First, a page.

YouTube number one?

Guess again: The #1 video sharing site is Yahoo Video, followed by MySpace Videos, with YouTube in the #3 spot. That’s according to numbers from MediaMetrix published by Erick Schonfeld.

Of course, with 16.1 million monthly visitors to Yahoo’s 21.1 million, YouTube is not far behind at all — and it’s got famously fast growth.

On the other hand, Yahoo has, shall we say, a bit more mature of a business model. And has anyone else noticed slowdowns and sluggishness on YouTube? If they’re really pushing 200TB/day (or perhaps the more realistic 2.4TB/day) it would not be surprising to see that they were filling up their pipes occasionally.

YouTube number one?

Hot Recorder.

HotRecorder screenshot Recording phone interviews is relatively simple: Get an $18 mini recorder control from Radio Shack and plug one end into your phone, the other end into your tape recorder. But what if you’re doing the interview on Skype? Hot Recorder ($15) seems like a slick solution, and it works, up to a point. You install the software, start it up, and press the record button once you’re in a Skype call. HotRecorder saves calls in a proprietary audio format but a separate utility (included) lets you convert them into WAV or MP3 files. Unfortunately, it doesn’t work perfectly: In a 40-minute conversation I recorded, the two sides of the conversation were out of sync, so my questions started about 4 seconds before the other guy finished talking, and then there was 4 seconds of silence before the guy started answering. That would be OK if it were just for my notes, but for a podcast or similar uses, the recording was unpublishable. Use with caution.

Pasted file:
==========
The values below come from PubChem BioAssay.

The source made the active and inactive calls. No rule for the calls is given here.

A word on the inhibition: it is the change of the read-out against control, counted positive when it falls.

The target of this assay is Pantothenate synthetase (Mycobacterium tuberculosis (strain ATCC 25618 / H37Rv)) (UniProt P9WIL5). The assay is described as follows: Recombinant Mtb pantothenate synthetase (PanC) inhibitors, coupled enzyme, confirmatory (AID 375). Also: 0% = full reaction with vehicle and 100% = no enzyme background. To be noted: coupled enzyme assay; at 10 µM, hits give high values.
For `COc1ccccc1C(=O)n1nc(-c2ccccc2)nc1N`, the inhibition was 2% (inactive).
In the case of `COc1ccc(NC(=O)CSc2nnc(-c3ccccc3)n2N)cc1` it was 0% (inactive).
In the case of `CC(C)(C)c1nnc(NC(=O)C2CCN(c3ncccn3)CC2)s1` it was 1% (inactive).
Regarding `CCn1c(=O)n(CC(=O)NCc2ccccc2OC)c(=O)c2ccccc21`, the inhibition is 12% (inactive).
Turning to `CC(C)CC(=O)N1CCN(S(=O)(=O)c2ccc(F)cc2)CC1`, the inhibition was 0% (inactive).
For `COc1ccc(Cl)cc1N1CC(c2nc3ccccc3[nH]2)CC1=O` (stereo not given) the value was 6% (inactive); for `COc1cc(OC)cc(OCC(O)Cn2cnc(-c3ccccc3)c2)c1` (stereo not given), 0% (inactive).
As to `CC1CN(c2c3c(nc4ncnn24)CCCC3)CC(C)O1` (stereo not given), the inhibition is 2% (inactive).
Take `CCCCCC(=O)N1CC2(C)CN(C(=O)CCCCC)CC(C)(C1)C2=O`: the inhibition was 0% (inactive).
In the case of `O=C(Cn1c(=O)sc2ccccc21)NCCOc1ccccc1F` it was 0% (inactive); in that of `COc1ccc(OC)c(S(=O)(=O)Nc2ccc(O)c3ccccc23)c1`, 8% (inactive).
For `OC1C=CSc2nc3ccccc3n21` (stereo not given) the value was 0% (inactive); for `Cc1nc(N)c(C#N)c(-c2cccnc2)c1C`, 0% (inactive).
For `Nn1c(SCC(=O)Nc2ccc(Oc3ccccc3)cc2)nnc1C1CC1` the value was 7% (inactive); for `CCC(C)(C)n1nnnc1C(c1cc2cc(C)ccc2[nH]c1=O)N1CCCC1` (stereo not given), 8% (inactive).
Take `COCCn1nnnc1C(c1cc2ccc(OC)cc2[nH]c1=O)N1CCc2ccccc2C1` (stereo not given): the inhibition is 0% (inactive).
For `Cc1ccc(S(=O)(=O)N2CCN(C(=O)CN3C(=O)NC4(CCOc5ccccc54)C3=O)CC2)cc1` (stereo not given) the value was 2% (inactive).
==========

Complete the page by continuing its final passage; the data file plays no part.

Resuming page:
Hot Recorder.

The Haiku Apprentice.

The Haiku Apprentice: Memoirs of Writing Poetry in JapanThe Haiku Apprentice, by Abigail Friedman (Stone Bridge Press, $15), is both a gentle introduction to the art of haiku and a charming travelogue. The author was a diplomat in the U.S. Foreign Service, serving in Japan, when she stumbled upon a haiku-writing group. The book describes how she was welcomed into the group and, through it, learned to write and to love haiku–an art that is simultaneously easy to learn, wildly popular (in Japan anyhow, and to a lesser extent elsewhere), and yet contains enough subtlety and depth to reward decades of study. This book is infused with humor and with thoughtful observations and personal reflections, making it less pretentious and more accessible than most, even when it is discussing the subtleties of Japanese word play and haiku construction. It’s an excellent, companionable guide to haiku and the culture from which it springs.

The Haiku Apprentice.

2 weeks of immersion.

Two weeks into her Spanish-language immersion kindergarten class, Clara already knows at least three songs, ten separate color words, how to say she needs to go to the bathroom, how to count to thirteen, and the days of the week. Her pronunciation, while still quirky, already has more in common with a native speaker than you’d think: For instance, she says “d” in the Spanish way, with the tongue far forward between the teeth. And she’s been teaching us the songs, and saying “Un applauso!” when we get them right — after which everybody claps, once.

It’s amazing to me how quickly her young mind is able to absorb this language. Sure, we all learn a language more quickly when we’re constantly surrounded by it — and by people who are attentively helping us to learn it. But there’s something about the speed with which a five-year-old can pick up a language that is astonishing to me.

2 weeks of immersion.